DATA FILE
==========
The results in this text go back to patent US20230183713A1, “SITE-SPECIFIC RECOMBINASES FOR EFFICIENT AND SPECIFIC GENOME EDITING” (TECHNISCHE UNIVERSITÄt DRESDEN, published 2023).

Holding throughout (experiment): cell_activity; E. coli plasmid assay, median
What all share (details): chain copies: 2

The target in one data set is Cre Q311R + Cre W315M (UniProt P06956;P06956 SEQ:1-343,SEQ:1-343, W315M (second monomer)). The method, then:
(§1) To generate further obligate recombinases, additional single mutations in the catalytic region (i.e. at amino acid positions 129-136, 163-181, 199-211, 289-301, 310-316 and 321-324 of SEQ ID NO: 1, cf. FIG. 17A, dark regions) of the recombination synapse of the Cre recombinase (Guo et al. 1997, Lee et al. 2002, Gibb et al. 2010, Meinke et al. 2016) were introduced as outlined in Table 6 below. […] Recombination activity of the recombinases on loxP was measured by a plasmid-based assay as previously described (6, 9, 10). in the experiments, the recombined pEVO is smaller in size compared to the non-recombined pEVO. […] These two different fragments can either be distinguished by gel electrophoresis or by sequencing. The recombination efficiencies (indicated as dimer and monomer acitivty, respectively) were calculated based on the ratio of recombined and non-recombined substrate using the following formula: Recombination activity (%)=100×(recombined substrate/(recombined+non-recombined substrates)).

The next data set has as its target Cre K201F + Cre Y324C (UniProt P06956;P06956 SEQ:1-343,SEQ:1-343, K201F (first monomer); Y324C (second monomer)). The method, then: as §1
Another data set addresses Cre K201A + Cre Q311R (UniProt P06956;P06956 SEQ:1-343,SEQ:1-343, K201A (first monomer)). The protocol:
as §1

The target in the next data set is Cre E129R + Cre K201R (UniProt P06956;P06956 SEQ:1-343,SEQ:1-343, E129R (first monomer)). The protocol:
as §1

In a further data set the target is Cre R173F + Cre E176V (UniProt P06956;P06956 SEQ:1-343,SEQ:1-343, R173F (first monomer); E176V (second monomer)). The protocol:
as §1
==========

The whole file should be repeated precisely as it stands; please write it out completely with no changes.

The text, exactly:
The results in this text go back to patent US20230183713A1, “SITE-SPECIFIC RECOMBINASES FOR EFFICIENT AND SPECIFIC GENOME EDITING” (TECHNISCHE UNIVERSITÄt DRESDEN, published 2023).

Holding throughout (experiment): cell_activity; E. coli plasmid assay, median
What all share (details): chain copies: 2

The target in one data set is Cre Q311R + Cre W315M (UniProt P06956;P06956 SEQ:1-343,SEQ:1-343, W315M (second monomer)). The method, then:
(§1) To generate further obligate recombinases, additional single mutations in the catalytic region (i.e. at amino acid positions 129-136, 163-181, 199-211, 289-301, 310-316 and 321-324 of SEQ ID NO: 1, cf. FIG. 17A, dark regions) of the recombination synapse of the Cre recombinase (Guo et al. 1997, Lee et al. 2002, Gibb et al. 2010, Meinke et al. 2016) were introduced as outlined in Table 6 below. […] Recombination activity of the recombinases on loxP was measured by a plasmid-based assay as previously described (6, 9, 10). in the experiments, the recombined pEVO is smaller in size compared to the non-recombined pEVO. […] These two different fragments can either be distinguished by gel electrophoresis or by sequencing. The recombination efficiencies (indicated as dimer and monomer acitivty, respectively) were calculated based on the ratio of recombined and non-recombined substrate using the following formula: Recombination activity (%)=100×(recombined substrate/(recombined+non-recombined substrates)).

The next data set has as its target Cre K201F + Cre Y324C (UniProt P06956;P06956 SEQ:1-343,SEQ:1-343, K201F (first monomer); Y324C (second monomer)). The method, then: as §1
Another data set addresses Cre K201A + Cre Q311R (UniProt P06956;P06956 SEQ:1-343,SEQ:1-343, K201A (first monomer)). The protocol:
as §1

The target in the next data set is Cre E129R + Cre K201R (UniProt P06956;P06956 SEQ:1-343,SEQ:1-343, E129R (first monomer)). The protocol:
as §1

In a further data set the target is Cre R173F + Cre E176V (UniProt P06956;P06956 SEQ:1-343,SEQ:1-343, R173F (first monomer); E176V (second monomer)). The protocol:
as §1